Crypta Neapolitana

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Entrance to the Crypta Neapolitana from the Naples side.

The Crypta Neapolitana (Latin; "Neapolitan crypt") (not to be confused with the Seiano cave or Grotta Seiano), is an ancient Roman road tunnel near Naples, Italy. It was built in 37 BC, and is over 700 metres long.

The tunnel connected Naples with the so-called Phlegrean Fields and the town of Pozzuoli along the road known as the via Domiziana.

Geography[edit]

The eastern entrance (on the Naples side) lies in the Vergiliano park of Piedigrotta ("at the foot of the grotta"); the western end is in the area now called Fuorigrotta ("outside the grotta").

The site is also noteworthy for the presence of the so-called Virgil's tomb, as well as the tomb of the Italian poet Giacomo Leopardi.

History[edit]

The first Roman road connecting Neapolis and the Phlegrean fields was built at the beginning of the 1st century BC and followed the easiest route but it was nevertheless still long, difficult, tortuous and traversed steep hills. It climbed the hills of Vomero and came back down towards Fuorigrotta arriving at the modern Via Terracina from where it continued to the ports of Puteoli and Cumae. As Puteoli and associated trade between the two cities grew, the old road needed to be improved.

The tunnel was first built by the architect Lucius Cocceius Auctus for Agrippa during the civil war between Octavian and Sextus Pompeius in c.37 BC[1]. The new road turned north at the west end of the tunnel, heading towards Via Leopardi and reconnecting with the old road, via Neapolis-Puteoli, at the top of Via Terracina where a way station (tabernae) and adjoining thermal spa complex has been excavated.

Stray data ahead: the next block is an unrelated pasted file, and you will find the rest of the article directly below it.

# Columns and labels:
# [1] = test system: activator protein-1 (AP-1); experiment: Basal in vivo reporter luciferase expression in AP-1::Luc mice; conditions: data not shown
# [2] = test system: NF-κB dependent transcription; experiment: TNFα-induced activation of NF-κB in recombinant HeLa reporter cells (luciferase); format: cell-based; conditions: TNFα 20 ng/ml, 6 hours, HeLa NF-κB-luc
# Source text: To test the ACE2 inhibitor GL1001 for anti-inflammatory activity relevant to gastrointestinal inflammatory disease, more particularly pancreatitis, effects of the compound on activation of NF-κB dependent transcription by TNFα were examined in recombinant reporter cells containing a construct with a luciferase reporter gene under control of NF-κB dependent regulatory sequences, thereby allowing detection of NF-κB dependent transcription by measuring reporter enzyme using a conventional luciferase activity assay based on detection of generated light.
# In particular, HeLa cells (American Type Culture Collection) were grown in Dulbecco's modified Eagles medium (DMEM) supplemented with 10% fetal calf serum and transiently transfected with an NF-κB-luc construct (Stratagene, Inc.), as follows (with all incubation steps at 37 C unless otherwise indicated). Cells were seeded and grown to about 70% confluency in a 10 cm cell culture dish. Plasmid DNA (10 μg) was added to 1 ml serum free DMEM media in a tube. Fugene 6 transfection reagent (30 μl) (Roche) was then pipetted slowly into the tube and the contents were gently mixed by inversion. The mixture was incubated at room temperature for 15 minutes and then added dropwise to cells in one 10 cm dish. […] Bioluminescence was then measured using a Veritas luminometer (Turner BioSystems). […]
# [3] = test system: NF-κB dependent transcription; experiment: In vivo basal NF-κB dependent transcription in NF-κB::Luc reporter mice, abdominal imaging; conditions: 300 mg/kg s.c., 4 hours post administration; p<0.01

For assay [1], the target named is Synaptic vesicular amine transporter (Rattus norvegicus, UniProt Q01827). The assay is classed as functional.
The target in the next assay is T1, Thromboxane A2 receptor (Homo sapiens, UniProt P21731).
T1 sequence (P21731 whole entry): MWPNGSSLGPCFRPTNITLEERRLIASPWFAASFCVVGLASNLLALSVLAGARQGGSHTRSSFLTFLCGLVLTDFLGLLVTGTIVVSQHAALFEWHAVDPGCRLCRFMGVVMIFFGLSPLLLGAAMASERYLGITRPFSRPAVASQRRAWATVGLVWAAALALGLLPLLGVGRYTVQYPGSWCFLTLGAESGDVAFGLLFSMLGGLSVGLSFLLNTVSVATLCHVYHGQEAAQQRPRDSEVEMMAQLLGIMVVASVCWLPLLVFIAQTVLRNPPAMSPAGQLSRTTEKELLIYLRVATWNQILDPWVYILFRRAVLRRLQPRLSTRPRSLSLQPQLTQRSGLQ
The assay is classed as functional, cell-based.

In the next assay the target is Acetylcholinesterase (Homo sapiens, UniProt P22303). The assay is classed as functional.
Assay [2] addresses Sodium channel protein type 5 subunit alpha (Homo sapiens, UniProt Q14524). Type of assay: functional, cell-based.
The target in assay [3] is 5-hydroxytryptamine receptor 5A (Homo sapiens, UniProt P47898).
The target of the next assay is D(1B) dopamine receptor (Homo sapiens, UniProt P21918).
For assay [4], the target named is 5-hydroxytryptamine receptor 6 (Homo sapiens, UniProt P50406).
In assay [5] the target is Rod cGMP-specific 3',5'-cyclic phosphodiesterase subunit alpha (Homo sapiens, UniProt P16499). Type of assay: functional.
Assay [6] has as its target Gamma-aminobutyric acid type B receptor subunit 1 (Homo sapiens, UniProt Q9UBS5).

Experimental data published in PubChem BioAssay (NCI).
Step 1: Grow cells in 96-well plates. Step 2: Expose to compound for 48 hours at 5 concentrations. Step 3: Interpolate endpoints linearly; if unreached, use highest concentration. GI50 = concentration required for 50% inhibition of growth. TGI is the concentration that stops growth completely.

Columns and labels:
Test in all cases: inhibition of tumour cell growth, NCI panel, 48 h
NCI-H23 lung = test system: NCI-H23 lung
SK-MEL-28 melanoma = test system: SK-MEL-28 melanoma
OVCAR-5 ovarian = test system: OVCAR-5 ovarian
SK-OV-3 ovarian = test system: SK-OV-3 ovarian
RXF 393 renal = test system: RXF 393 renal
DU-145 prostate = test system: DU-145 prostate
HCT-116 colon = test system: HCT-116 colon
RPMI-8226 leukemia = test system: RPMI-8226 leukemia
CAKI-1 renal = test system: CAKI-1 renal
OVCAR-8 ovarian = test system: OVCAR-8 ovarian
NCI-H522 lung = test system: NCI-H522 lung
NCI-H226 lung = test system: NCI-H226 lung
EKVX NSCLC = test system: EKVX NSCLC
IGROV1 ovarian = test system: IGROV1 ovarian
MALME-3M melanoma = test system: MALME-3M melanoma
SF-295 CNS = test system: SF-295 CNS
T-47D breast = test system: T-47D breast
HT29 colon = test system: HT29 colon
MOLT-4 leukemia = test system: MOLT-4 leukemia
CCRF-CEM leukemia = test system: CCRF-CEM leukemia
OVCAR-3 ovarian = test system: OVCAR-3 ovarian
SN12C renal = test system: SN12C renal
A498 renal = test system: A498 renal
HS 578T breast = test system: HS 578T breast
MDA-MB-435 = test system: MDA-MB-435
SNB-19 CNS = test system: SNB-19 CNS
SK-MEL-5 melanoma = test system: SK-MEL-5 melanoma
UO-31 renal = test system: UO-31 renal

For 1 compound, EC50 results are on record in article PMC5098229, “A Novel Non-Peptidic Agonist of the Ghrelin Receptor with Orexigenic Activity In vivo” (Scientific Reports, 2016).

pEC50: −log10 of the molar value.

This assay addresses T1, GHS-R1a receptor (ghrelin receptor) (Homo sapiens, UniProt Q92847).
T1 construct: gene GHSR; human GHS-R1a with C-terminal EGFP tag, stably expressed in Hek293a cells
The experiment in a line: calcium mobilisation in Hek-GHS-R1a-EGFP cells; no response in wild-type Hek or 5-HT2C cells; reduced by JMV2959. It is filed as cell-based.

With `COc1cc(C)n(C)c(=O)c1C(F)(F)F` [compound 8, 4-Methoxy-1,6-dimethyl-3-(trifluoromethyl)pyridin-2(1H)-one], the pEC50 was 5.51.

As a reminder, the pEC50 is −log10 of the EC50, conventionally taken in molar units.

The tunnel is one of a number of such works in the area built by Cocceius such as the Grotta di Cocceio and Crypta Romana from Lake Avernus to Cumae as part of a network of military infrastructures including construction of the Portus Julius.

The tunnel was still in use as a roadway until superseded by two modern tunnels in the early 20th century, and shows extensive restoration done by the architects of the Bourbon dynasty of Naples. During the Second World War it was used as a bomb shelter for the inhabitants of Bagnoli; the war and some landslides during the fifties put it back into a state of neglect. Today it has been restored as an archaeological site.

According to mediaeval legend, the tunnel was built by the poet Virgil in a single night![2]

Notes and references[edit]

  1. ^ Strabo , Geography , book V, chap. 4, par. 5
  2. ^ Lancaster, Jordan (2005), In the Shadow of Vesuvius: A Cultural History of Naples, I.B.Tauris, p. 48, ISBN 1-85043-764-5, retrieved 2008-04-30

Coordinates: 40°49′47″N 14°13′03″E / 40.829595°N 14.217550°E / 40.829595; 14.217550